While one could never claim that the indigenous Highland culture was perfect - for example, it too had presided over deforestation, and helped the eradication of such species as the wolf and beaver - its community - based subsistence economy differed from the colonial English model in one crucial respect.
In a nutshell, it is that the original 'social ecology' of the Highlands was, for all its feudal failings, what is now described as a 'commons' regime. "Traditionally, clan lands were not the private property of the chief but were invested in him on behalf of the clan. Membership of the clan ... gave clan members rights of use of land and water" - from this tradition comes the Gaelic proverb that "everyone is entitled to a deer from the mountain, a tree from the wood and a fish from the river". It was the English that brought the dynamic of enclosure to bear on this regime, having recently pioneered it upon their own people. After the defeat of the clans at Culloden in 1745, the imposition of enclosure meant "not only the removal of land from subsistence communities, but a profound step toward viewing the land and its people as tradable, exploitable commodities." ("Labour too became a tradable commodity", as those Highlanders exiled to Glasgow and elsewhere found to their cost.) By contrast, the commons regime had a deep - rooted sense of place - so deep, in fact, that "a farmer would often be referred to by the name of the farm rather than the family name." Such an affiliation with, and reliance on, a place is in marked contrast to the 'cut and run' practice of enclosure - it is a crucial built - in safeguard against the temptation to 'externalise' the social and environmental consequences of your actions - to pass the costs on to someone else. The local people can afford no such luxury - they must remain 'in place' when the company has gone. This is why commons regimes can endure indefinitely, if left undisturbed.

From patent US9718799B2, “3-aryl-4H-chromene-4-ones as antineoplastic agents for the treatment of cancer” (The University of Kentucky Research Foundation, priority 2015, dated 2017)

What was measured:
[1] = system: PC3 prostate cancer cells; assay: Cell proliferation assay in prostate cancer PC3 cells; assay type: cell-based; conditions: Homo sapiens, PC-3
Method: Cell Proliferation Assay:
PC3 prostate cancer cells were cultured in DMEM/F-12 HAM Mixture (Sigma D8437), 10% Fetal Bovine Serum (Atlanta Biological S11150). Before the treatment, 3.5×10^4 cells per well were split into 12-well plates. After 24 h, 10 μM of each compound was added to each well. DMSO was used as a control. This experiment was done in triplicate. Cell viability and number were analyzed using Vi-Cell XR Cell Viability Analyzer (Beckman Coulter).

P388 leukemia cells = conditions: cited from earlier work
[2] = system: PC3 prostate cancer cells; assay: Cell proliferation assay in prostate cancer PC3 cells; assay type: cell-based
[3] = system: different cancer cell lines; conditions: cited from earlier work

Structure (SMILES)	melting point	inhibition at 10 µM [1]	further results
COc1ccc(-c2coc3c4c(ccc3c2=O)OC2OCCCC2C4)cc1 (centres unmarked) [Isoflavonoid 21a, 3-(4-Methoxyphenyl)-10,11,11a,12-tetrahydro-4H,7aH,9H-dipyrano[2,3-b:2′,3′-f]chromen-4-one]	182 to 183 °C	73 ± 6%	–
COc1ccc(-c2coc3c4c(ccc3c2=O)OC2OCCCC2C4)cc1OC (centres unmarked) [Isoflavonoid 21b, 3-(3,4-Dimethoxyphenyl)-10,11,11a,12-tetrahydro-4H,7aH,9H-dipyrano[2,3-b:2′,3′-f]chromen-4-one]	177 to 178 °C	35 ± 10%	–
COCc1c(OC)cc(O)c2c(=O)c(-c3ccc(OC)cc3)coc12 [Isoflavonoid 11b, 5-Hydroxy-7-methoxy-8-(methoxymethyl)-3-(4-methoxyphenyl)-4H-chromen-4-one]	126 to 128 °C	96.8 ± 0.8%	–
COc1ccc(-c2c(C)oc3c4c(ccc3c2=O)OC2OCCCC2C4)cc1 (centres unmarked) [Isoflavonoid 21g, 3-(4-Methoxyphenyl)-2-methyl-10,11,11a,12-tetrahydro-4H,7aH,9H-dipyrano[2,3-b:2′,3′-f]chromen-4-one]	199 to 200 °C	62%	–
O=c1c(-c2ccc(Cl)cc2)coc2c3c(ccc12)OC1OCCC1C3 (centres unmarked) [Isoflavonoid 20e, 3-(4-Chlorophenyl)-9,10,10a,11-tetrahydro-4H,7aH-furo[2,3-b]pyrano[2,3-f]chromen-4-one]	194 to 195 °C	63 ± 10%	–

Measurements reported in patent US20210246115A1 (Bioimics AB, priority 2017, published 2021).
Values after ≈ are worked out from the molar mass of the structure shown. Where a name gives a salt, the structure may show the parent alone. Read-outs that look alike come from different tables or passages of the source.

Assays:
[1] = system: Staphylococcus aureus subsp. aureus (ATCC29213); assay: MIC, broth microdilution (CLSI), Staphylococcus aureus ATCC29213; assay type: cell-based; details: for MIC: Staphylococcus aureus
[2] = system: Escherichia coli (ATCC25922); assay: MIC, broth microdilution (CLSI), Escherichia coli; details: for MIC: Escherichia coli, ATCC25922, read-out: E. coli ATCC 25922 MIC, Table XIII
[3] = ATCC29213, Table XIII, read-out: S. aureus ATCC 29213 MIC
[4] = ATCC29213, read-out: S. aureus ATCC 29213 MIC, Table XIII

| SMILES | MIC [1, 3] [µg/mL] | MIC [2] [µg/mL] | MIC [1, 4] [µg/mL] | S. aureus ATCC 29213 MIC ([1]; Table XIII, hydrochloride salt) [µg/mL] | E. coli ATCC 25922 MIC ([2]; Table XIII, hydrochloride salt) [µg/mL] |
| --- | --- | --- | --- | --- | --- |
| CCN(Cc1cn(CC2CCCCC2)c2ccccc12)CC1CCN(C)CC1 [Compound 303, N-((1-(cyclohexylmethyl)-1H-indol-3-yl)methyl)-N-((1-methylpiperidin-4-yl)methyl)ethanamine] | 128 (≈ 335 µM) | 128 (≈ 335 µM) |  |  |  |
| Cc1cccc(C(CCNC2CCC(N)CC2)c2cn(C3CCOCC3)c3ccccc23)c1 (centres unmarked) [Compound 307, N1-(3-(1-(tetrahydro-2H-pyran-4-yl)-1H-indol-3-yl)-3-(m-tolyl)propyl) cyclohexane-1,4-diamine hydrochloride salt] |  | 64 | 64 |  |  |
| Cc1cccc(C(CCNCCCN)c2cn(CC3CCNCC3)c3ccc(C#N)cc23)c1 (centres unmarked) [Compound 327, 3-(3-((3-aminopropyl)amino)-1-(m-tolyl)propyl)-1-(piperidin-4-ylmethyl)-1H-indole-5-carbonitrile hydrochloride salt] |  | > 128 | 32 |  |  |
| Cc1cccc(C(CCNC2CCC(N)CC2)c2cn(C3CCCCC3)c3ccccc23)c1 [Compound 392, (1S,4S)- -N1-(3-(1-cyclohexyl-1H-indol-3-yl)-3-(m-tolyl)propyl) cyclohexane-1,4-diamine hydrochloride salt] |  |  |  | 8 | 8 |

For the Highlands, enclosure was a truly fundamental break with the past, as the "criterion for the best use of land ceased to be the number of people it could support, and became the amount of profit it could make". This radical shift in social priorities - from a land ethic to a land grab - is the overwhelming cause of the Highlands' subsequent malaise.
Of course, the changes described above are by no means unique to Scotland, as enclosure's dynamic now blights societies all around the world. The real colonisation is perhaps not that of one nation or ethnic group by another (although the virus is often transmitted this way), but of a community by the market, which ruptures the culture and the locale as it passes through. In a sense, the nationalities of the encloser and the enclosed are utterly immaterial - 'whoever you're enclosed by the market wins'. The clan chiefs were some of the most enthusiastic expropriators of their Highland kin - either to save their own skins (under the 1747 'Heritable Jurisdictions Act', they had a 'choice' of assimilating into the 'English model' or be dispossessed themselves), or in order to cut a well - heeled figure in English society by 'cashing in' their clan folk. More recently, in the Third World, the initial promise of the national liberation movements is being betrayed - as the new homegrown elites are reunited with the old global powers, in a transnational 'community of interest' against their own people. The painful lesson is that 'it doesn't take a white skin to sell you out'.
Enclosure disempowers communities, deforming their capacity for self - governance, their beautiful but fragile social ecologies, and empowers narrow elites and the inhuman market imperatives that they stand for. Hence in the Highlands today, which boasts "the most concentrated pattern of private ownership in Europe ", an incredible 608 individuals own 50% of the land - bastards like John Kluge (Mar Lodge), Schellenberg (Eigg), Lord Dulverton (Glen Feshie), ad nauseam. Somewhere between one half and two - thirds of Highland estate owners can be classified as absentee landlords, spending less than four months a year on their estates. Even though the only real claim such people have to membership of the local community is their title deeds, because "the majority of people who work directly on the land or in the rural environment are [their tenants] ... it can be said that land - use practice, the pattern of settlement, indeed much of the rural economy as a whole is in the control of this small group of landowners". Therefore, it is this 'small group', this power external to the community, that must carry "a great part of the responsibility for the declines that have taken place in human populations, in agricultural productivity and in ecological balance.".